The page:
Norbert Elias: Technology and Momentary Lapses Into Barbarism

In his essay Technization and Civilization, Norbert Elias discusses how technologies can bring about more civilized as well as more barbaric behaviors.

Because societies and technologies are mutually-determining (they shape one another), we cannot draw a simple cause-effect relationship between technization and civilization. According to Elias, technologies regulate behavior, requiring more civilized conduct, but technologies are produced by humans living in civilizations, so neither technization nor civilization can be said to be the first in the process.

But Elias’ more interesting observation is that “it can indeed be observed that a spurt in technization and a spurt in civilization quite often go hand in hand in societies. [But] It quite often happens that a counter-spurt also occurs at the newly-reached stage of technization, a spurt towards de civilization.” (Johan Goudsblom and Stephen Mennell (editors). The Norbert Elias Reader: a biographical selection. 1998: Blackwell Publishers p. 214)

Elias considers the example of the development of motor-vehicle technologies. Nowadays we can all assume, for the most part, that all drivers will adhere to certain civilized behavior (by ‘civilized,’ Elias means a degree of standardization that allows more complex societies to function; he does not mean ‘civilized’ as in ‘nice’) . However, the introduction of this technology did not proceed smoothly. Car accidents and fatalities were much higher (in relation to the number of cars on the road) than today. People got hurt. People abused the new technology. Drivers, passengers, car manufacturers, and civic authorities had to come up with external constraints to correct this ‘uncivilized’ behavior.

The move towards decivilization introduced by new technizations makes me wonder about our experiences with technologies such as the internet. Is the prominent prescence of pornography, or the ease with which people feel they can ‘flame’ others online, or the abandonment to meaningless virtuality, signs of such decivilization?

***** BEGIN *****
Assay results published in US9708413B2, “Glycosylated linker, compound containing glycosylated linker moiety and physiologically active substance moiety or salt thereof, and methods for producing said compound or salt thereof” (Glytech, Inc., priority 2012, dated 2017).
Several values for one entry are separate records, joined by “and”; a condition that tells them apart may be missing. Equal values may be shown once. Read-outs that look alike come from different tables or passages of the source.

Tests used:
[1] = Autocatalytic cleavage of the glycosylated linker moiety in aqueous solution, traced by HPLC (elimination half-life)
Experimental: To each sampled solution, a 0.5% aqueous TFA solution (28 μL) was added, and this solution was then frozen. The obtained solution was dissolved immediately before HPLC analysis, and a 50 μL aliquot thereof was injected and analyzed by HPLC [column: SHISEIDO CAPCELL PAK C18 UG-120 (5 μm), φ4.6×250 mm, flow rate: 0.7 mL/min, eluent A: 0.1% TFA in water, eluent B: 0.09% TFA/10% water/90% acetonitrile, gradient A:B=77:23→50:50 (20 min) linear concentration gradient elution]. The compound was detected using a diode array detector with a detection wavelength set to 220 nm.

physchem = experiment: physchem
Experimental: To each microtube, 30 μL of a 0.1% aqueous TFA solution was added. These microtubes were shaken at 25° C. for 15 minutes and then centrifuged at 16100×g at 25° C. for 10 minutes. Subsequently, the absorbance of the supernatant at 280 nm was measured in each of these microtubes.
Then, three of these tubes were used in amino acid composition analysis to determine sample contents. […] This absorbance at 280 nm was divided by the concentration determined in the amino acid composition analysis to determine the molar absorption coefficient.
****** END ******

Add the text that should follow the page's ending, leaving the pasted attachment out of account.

The following excerpts from Elias are a useful reminder of the opportunities as well as the challenges that we face in the information age:

The advance in technization has brought people all over the globe closer together. But the development of the human habitus is not keeping with the development of technization and its consequences. Technization encourages humankind to move closer together and to unify. The more this happens, the more will the differences in human groups become apparent to human awareness. (ibid, p. 224)

The triumphant advance of the aeroplane [or the internet, for that matter], as a medium for global traffic in peace and war, has decisively contributed to the growing interdependence of all states on the globe and, at the same time, is also its product. It has enormous civilizing influence, by bringing people from all regions closer to each other…. [However,] [n]o group of people is pleased when it realizes that it is now more dependent on others than before. (ibid, p. 225)

This last quote is not really about technization, but I found it very inspirational:

The world in which we live is an emergent world, it is humankind on the move. We obscure our view of the process that we as humankind experience, if instead of accepting the world as it really is, we judge it as if it were an eternally unchanging world… That is what one does when one represents the world as bad or good, as civilized or as barbaric. Humanity is in a great collective learning process… We can see today that the task that lies before us is to work towards the pacification and organized unification of humankind. Let us not be discouraged in this work by the knowledge that this task will not in our lifetime progress to fruition from the experimental period in which it is now. It is certainly worthwhile and highly meaningful to set to work in an unfinished world that will go on beyond oneself. (ibid, pp. 228-229)

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